November 29th, 2009
Rick Warren, pastor of Saddleback Church, has a unique way of viewing a global ministry. Warren sees his mission as being of a scope that does not stop at national borders. He seeks Purpose Driven Nations to comprise his Purpose Driven World.
And Warren is not hesitant to interfere in international religious divisions or schisms. Though not Anglican, he has been a major player in providing American support to African Anglicans who are seeking to oust any affiliates from the Anglican Communion that make any accommodation for gay Christians.
Warren also likes to rub shoulders with the politically powerful. He is friends with presidents and the powerful around the globe. And one of the five steps in his Plan is “Equipping ethical leaders”, i.e. those who agree with Warren’s religious views.
And he’s no stranger to activism on behalf of legislation. Though he was not highly visible in supporting Proposition 8, he did not hesitate to instruct his flock – which does not stop at the walls of his church – to vote to take away the civil rights of their gay neighbors.
But Warren has now found the one exception to his political involvement. And that exception is the proposed Ugandan “Kill Gays” bill. Unlike virtually anything else that flickers across his attention, this piece of legislation just doesn’t rise to the level of requiring his involvement. That would be “interfering in the political process of other nations.”
Or maybe Rick Warren just doesn’t find it unethical on the part of leadership in Uganda to execute HIV positive gay people, incarcerate the rest for life, ban any form of activism that might object, and jail those family, friends, or acquaintances who fail to report their gay loved ones to the government.
On Meet the Press this morning he spoke a good game of loving gay people (while fighting against their rights). But though he declared that his “role is to love everybody” (which presumably would include gay Ugandans), this love seems not to stretch quite enough to oppose their execution and life-long incarceration.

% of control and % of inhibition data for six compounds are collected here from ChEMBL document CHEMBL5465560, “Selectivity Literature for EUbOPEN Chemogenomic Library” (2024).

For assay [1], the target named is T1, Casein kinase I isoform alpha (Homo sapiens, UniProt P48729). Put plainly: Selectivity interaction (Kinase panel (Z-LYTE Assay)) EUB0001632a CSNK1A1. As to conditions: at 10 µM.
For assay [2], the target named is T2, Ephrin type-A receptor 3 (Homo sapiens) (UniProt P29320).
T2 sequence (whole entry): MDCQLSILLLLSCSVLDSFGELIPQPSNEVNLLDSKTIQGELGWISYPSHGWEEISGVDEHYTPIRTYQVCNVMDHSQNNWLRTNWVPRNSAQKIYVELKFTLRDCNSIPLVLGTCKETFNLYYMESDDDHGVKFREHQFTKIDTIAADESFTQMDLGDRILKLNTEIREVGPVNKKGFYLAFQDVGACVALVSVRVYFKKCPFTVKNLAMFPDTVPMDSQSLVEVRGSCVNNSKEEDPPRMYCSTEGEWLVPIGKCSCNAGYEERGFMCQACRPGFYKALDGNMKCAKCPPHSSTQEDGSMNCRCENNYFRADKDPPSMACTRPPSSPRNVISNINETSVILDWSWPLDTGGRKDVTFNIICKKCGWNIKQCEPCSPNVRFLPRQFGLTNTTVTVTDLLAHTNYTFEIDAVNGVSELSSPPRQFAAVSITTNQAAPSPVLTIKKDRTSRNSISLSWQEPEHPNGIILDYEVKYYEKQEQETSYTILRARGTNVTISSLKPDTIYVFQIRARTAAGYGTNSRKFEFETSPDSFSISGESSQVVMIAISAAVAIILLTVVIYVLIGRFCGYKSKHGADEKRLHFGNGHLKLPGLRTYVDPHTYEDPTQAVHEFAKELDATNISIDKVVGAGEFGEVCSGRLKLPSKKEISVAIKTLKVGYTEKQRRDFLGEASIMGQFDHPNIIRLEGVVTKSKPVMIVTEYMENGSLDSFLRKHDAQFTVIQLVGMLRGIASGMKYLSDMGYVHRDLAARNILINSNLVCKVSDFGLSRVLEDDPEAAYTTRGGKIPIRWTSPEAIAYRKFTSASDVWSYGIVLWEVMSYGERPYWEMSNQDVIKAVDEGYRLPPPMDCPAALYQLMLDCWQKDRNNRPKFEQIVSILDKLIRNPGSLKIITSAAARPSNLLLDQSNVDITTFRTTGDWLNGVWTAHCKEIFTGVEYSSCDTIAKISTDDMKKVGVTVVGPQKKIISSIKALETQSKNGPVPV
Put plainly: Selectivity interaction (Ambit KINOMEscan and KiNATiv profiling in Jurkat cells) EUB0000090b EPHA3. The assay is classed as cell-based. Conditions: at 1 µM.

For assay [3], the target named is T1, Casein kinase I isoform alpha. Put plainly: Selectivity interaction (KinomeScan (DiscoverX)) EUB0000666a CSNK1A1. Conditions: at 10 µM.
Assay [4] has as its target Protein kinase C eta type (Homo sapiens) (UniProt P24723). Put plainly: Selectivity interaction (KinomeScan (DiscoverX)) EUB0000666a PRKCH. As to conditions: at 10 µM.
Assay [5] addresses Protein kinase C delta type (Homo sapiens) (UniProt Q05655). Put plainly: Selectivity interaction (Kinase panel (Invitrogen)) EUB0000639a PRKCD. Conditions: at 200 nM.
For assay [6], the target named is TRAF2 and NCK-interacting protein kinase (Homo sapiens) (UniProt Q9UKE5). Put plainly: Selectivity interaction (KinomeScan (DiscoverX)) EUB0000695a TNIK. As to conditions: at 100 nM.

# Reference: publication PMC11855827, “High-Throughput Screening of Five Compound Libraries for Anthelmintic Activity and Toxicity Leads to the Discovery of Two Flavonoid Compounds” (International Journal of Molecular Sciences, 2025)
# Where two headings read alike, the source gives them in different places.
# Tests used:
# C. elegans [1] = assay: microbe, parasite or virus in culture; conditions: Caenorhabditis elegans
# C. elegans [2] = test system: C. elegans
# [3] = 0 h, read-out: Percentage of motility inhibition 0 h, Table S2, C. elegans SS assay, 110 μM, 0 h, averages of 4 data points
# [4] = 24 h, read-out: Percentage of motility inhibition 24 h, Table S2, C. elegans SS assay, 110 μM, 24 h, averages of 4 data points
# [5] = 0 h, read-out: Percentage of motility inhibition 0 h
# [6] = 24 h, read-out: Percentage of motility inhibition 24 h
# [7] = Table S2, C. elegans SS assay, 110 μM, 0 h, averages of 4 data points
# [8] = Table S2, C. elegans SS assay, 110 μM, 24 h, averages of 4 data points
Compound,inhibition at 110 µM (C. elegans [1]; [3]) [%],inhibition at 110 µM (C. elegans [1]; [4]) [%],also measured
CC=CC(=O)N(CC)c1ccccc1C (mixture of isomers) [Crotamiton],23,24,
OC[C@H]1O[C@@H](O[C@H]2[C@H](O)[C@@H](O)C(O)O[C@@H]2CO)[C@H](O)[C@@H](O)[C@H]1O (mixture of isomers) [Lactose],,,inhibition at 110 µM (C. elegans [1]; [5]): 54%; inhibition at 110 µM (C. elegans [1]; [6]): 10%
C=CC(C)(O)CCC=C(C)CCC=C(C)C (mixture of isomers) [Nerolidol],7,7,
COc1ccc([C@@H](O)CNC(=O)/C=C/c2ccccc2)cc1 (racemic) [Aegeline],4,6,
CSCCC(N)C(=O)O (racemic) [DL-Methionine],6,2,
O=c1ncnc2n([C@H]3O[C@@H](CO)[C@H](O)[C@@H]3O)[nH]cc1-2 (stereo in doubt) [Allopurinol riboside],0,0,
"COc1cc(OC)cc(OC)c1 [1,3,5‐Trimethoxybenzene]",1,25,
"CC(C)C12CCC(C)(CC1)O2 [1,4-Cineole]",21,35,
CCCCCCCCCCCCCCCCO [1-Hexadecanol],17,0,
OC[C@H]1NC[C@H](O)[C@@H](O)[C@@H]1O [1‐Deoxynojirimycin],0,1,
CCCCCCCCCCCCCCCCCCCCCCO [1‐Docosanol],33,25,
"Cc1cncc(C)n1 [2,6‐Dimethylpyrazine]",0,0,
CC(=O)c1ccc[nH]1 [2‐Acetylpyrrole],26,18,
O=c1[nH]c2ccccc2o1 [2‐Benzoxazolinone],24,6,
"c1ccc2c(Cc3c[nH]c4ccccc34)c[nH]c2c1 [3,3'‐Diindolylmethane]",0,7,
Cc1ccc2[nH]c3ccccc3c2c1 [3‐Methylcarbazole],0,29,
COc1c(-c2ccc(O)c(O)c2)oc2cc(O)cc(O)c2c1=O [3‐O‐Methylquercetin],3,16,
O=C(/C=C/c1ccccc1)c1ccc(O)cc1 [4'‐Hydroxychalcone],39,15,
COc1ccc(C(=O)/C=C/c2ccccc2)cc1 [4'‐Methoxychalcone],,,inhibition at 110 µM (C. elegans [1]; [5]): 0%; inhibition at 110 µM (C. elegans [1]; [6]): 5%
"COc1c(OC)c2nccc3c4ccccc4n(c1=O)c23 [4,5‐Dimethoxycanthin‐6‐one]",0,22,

And Newsweek’s Kate Dailey is noting Warren’s failure to respond to the situation in Uganda:
But Warren won’t go so far as to condemn the legislation itself. A request for a broader reaction to the proposed Ugandan anti-homosexual laws generated this response: “The fundamental dignity of every person, our right to be free, and the freedom to make moral choices are gifts endowed by God, our creator. However, it is not my personal calling as a pastor in America to comment or interfere in the political process of other nations.” On Meet the Press this morning, he reiterated this neutral stance in a different context: “As a pastor, my job is to encourage, to support. I never take sides.” Warren did say he believed that abortion was “a holocaust.” He knows as well as anyone that in a case of great wrong, taking sides is an important thing to do.
I would go further.
When you build the platform, put out the chairs, advertise the event, set up the audio system, introduce the speaker, and hand him the mic, it’s disingenuous to claim that you are not taking sides. Rick Warren was significantly responsible for building Martin Ssempa’s influence in Uganda, and releasing a statement that he had “severed contact with Mr. Ssempa” two years ago is not an adequate reaction to Ssempa’s efforts to incarcerate and kill gay people.
The truth is that while Rick Warren speaks of loving gay people, he doesn’t care if they are executed in Uganda for being gay. Or, at least, he doesn’t care enough to make the slightest effort to stop it.